BERLIN (Reuters) - Venezuela’s opposition leader Juan Guaido urged Europe to tighten financial sanctions against the government of Nicolas Maduro after it expelled Germany’s ambassador, a magazine quoted him as saying on Thursday.
It was the latest flashpoint in a global showdown over Venezuela, with Western nations largely recognising Guaido as legitimate head of state, but Russia and China still supporting the socialist Maduro and urging non-interference.
“This action represents a threat against Germany,” Guaido told Der Spiegel after Caracas declared ambassador Daniel Kriener persona non grata. He and other diplomats had welcomed home Guaido at Caracas airport earlier this week.
“I hope that Europe reacts sharply to this serious threat against an ambassador,” Guaido added. “Above all, they should tighten financial sanctions against the regime.”
Germany is among the many nations backing Guaido’s plan to install a transition government ahead of free elections.
He denounces Maduro as a usurper whose re-election last year resulted from a sham vote. Maduro says he is victim of a U.S.-led coup attempt and “economic war”.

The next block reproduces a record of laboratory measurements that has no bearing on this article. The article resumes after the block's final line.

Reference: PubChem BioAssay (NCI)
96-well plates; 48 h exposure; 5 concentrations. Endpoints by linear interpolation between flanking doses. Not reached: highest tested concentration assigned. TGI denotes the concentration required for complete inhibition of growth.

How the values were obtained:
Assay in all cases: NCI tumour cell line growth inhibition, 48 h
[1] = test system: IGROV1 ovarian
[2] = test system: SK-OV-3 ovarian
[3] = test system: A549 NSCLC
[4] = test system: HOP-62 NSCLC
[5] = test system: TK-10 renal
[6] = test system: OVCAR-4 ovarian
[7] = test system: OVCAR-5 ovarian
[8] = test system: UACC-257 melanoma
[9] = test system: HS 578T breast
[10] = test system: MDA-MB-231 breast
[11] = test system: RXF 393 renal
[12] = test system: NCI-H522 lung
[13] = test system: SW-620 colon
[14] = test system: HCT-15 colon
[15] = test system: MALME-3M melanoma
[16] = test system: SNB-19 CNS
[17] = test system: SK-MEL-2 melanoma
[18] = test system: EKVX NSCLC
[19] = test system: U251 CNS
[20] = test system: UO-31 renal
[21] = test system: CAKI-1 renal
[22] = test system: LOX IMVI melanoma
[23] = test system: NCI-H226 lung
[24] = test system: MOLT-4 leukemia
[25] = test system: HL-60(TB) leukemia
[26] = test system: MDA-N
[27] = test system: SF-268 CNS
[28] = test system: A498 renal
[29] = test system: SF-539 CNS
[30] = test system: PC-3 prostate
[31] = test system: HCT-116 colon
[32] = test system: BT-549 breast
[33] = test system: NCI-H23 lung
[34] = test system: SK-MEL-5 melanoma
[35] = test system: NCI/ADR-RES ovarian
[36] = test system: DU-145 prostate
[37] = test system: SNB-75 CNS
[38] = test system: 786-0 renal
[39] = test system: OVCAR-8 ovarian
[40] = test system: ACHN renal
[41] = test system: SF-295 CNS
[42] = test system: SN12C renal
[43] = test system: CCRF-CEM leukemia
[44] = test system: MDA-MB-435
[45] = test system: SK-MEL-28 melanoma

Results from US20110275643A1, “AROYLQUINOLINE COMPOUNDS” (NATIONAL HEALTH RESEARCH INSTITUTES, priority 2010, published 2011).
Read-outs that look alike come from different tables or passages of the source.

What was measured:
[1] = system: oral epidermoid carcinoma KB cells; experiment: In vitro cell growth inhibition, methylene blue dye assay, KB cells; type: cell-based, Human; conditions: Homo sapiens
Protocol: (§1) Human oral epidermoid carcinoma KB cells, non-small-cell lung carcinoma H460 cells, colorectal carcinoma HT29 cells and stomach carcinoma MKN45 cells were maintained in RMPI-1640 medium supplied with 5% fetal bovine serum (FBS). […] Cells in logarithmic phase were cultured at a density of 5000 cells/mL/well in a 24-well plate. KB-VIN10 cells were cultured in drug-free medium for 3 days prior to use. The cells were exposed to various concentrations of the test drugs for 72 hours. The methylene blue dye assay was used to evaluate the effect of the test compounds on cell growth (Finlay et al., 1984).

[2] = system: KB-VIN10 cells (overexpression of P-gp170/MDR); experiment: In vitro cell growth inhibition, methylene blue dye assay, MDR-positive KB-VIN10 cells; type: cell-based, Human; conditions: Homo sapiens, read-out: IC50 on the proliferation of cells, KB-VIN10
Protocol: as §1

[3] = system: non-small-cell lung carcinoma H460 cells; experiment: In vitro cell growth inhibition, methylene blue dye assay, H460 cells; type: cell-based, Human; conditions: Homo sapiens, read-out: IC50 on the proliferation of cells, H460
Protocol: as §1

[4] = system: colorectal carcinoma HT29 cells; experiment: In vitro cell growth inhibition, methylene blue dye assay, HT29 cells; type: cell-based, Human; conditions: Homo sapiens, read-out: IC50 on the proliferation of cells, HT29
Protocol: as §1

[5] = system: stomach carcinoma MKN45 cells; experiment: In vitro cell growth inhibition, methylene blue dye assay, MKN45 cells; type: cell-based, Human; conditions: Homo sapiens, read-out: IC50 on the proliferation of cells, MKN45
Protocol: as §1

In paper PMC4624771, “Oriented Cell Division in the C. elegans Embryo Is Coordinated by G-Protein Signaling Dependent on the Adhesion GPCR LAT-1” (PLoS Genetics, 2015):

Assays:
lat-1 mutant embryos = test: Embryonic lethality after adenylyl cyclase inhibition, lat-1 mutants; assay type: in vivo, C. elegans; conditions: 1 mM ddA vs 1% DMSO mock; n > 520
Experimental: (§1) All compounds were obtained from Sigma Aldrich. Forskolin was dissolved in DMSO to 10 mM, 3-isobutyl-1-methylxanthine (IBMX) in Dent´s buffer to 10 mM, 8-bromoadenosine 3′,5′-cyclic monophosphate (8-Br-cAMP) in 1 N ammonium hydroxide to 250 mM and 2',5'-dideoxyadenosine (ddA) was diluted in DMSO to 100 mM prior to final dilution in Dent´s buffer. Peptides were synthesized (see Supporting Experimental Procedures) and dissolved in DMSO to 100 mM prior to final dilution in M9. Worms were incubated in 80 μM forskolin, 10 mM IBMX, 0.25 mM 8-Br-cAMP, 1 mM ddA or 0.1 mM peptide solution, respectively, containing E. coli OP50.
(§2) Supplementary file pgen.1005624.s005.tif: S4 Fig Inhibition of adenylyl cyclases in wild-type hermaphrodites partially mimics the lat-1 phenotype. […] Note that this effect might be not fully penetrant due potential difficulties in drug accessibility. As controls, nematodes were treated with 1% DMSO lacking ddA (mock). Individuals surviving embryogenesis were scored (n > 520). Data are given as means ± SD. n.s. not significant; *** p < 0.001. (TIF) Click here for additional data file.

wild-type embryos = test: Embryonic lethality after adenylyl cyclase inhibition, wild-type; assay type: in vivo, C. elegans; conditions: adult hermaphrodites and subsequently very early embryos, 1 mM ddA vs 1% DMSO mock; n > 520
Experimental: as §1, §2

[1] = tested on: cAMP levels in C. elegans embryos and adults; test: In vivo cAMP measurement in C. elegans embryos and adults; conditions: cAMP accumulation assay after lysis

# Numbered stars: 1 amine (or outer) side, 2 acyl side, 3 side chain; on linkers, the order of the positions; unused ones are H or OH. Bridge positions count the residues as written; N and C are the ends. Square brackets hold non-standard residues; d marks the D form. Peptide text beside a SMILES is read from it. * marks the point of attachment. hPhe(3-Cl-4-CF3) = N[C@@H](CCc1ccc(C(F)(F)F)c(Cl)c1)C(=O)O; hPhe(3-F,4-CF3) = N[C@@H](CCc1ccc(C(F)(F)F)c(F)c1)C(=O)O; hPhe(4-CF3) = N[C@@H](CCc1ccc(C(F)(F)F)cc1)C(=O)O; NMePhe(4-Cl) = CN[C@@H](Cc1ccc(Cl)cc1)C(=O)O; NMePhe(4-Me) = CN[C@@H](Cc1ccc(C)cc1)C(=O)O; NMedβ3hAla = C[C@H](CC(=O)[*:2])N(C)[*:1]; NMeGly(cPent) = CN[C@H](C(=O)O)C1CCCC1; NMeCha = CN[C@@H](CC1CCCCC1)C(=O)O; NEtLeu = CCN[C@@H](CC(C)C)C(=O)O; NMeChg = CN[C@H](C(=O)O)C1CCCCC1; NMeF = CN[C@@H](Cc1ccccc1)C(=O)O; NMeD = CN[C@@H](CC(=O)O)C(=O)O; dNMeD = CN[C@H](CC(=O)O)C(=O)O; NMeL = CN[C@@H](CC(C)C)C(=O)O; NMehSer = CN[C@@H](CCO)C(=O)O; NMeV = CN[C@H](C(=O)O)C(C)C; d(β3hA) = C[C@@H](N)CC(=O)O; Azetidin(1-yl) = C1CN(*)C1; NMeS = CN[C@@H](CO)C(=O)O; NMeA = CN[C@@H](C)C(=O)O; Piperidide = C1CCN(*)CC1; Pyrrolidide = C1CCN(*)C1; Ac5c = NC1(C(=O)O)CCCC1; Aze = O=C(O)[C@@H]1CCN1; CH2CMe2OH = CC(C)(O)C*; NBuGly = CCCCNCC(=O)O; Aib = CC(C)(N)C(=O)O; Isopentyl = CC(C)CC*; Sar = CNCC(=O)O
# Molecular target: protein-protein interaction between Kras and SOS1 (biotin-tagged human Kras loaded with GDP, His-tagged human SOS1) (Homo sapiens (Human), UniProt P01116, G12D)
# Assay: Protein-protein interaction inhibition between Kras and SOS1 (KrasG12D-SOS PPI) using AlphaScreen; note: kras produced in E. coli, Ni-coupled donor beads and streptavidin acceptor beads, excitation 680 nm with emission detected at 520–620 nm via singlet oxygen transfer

German Foreign Minister Heiko Maas on Wednesday called Venezuela’s action “incomprehensible” and said Germany and its European partners would continue to back Guaido.
He said the ambassador would be returning home for consultations. Guaido, however, said he had asked Kriener to stay, since Maduro was not empowered to expel a diplomat as he was “occupying the post of president illegally.”
The international community should act to prevent Maduro using Venezuelan taxpayer funds to “kill critics of the regime and indigenous peoples, as is already happening at the border to Brazil,” he said in reference to recent violence there.
Reporting by Thomas Seythal; Editing by Tassilo Hummel and Andrew Cawthorne